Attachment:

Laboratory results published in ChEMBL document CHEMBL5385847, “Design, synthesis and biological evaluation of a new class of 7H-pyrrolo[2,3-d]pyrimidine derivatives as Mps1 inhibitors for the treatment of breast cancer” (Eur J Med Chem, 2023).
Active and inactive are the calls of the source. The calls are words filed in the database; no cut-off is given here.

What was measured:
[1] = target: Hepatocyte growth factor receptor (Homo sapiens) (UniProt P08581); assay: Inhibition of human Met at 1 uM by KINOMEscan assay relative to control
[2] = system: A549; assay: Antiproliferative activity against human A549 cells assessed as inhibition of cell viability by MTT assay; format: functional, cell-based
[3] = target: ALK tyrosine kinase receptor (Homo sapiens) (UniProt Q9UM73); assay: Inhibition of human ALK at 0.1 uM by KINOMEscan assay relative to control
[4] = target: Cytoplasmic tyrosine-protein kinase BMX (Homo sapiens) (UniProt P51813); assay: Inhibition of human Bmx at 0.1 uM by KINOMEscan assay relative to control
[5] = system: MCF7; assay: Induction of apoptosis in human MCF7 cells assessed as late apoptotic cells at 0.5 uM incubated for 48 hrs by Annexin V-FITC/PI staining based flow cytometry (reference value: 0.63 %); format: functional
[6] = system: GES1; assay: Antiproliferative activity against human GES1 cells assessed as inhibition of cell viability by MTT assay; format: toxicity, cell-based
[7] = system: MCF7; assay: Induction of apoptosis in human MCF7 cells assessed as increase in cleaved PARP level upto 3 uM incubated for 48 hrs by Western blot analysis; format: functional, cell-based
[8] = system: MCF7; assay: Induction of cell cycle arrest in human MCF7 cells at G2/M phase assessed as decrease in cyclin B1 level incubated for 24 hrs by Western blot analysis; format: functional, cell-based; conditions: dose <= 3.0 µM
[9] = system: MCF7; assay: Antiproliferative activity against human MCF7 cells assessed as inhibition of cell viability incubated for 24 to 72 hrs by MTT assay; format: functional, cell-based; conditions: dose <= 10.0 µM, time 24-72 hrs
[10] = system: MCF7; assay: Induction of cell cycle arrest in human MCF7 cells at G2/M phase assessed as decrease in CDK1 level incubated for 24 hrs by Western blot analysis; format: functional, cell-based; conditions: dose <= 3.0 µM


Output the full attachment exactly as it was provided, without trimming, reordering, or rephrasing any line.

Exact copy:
Laboratory results published in ChEMBL document CHEMBL5385847, “Design, synthesis and biological evaluation of a new class of 7H-pyrrolo[2,3-d]pyrimidine derivatives as Mps1 inhibitors for the treatment of breast cancer” (Eur J Med Chem, 2023).
Active and inactive are the calls of the source. The calls are words filed in the database; no cut-off is given here.

What was measured:
[1] = target: Hepatocyte growth factor receptor (Homo sapiens) (UniProt P08581); assay: Inhibition of human Met at 1 uM by KINOMEscan assay relative to control
[2] = system: A549; assay: Antiproliferative activity against human A549 cells assessed as inhibition of cell viability by MTT assay; format: functional, cell-based
[3] = target: ALK tyrosine kinase receptor (Homo sapiens) (UniProt Q9UM73); assay: Inhibition of human ALK at 0.1 uM by KINOMEscan assay relative to control
[4] = target: Cytoplasmic tyrosine-protein kinase BMX (Homo sapiens) (UniProt P51813); assay: Inhibition of human Bmx at 0.1 uM by KINOMEscan assay relative to control
[5] = system: MCF7; assay: Induction of apoptosis in human MCF7 cells assessed as late apoptotic cells at 0.5 uM incubated for 48 hrs by Annexin V-FITC/PI staining based flow cytometry (reference value: 0.63 %); format: functional
[6] = system: GES1; assay: Antiproliferative activity against human GES1 cells assessed as inhibition of cell viability by MTT assay; format: toxicity, cell-based
[7] = system: MCF7; assay: Induction of apoptosis in human MCF7 cells assessed as increase in cleaved PARP level upto 3 uM incubated for 48 hrs by Western blot analysis; format: functional, cell-based
[8] = system: MCF7; assay: Induction of cell cycle arrest in human MCF7 cells at G2/M phase assessed as decrease in cyclin B1 level incubated for 24 hrs by Western blot analysis; format: functional, cell-based; conditions: dose <= 3.0 µM
[9] = system: MCF7; assay: Antiproliferative activity against human MCF7 cells assessed as inhibition of cell viability incubated for 24 to 72 hrs by MTT assay; format: functional, cell-based; conditions: dose <= 10.0 µM, time 24-72 hrs
[10] = system: MCF7; assay: Induction of cell cycle arrest in human MCF7 cells at G2/M phase assessed as decrease in CDK1 level incubated for 24 hrs by Western blot analysis; format: functional, cell-based; conditions: dose <= 3.0 µM